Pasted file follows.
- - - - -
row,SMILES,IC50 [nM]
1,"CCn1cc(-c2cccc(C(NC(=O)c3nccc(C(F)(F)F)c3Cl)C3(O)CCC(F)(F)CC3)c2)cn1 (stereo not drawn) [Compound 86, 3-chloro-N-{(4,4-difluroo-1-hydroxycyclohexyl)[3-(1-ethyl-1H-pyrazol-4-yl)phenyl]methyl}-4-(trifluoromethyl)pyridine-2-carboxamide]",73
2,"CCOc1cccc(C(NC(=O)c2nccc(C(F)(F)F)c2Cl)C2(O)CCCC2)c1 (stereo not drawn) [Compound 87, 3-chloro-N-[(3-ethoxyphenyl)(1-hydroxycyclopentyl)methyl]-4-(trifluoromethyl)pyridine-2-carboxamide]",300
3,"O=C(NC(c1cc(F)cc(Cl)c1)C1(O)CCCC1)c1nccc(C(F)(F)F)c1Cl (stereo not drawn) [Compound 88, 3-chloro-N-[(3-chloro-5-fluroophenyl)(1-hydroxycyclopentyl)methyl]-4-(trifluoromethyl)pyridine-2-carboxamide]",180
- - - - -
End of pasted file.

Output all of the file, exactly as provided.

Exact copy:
row,SMILES,IC50 [nM]
1,"CCn1cc(-c2cccc(C(NC(=O)c3nccc(C(F)(F)F)c3Cl)C3(O)CCC(F)(F)CC3)c2)cn1 (stereo not drawn) [Compound 86, 3-chloro-N-{(4,4-difluroo-1-hydroxycyclohexyl)[3-(1-ethyl-1H-pyrazol-4-yl)phenyl]methyl}-4-(trifluoromethyl)pyridine-2-carboxamide]",73
2,"CCOc1cccc(C(NC(=O)c2nccc(C(F)(F)F)c2Cl)C2(O)CCCC2)c1 (stereo not drawn) [Compound 87, 3-chloro-N-[(3-ethoxyphenyl)(1-hydroxycyclopentyl)methyl]-4-(trifluoromethyl)pyridine-2-carboxamide]",300
3,"O=C(NC(c1cc(F)cc(Cl)c1)C1(O)CCCC1)c1nccc(C(F)(F)F)c1Cl (stereo not drawn) [Compound 88, 3-chloro-N-[(3-chloro-5-fluroophenyl)(1-hydroxycyclopentyl)methyl]-4-(trifluoromethyl)pyridine-2-carboxamide]",180